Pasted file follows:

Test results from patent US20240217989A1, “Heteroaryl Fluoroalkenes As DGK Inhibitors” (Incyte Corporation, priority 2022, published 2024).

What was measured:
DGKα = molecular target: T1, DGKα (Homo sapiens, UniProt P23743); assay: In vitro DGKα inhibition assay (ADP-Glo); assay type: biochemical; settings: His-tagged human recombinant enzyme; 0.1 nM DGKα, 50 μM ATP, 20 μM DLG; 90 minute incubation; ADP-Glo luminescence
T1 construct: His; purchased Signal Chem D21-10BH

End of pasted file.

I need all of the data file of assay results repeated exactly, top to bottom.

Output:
Test results from patent US20240217989A1, “Heteroaryl Fluoroalkenes As DGK Inhibitors” (Incyte Corporation, priority 2022, published 2024).

What was measured:
DGKα = molecular target: T1, DGKα (Homo sapiens, UniProt P23743); assay: In vitro DGKα inhibition assay (ADP-Glo); assay type: biochemical; settings: His-tagged human recombinant enzyme; 0.1 nM DGKα, 50 μM ATP, 20 μM DLG; 90 minute incubation; ADP-Glo luminescence
T1 construct: His; purchased Signal Chem D21-10BH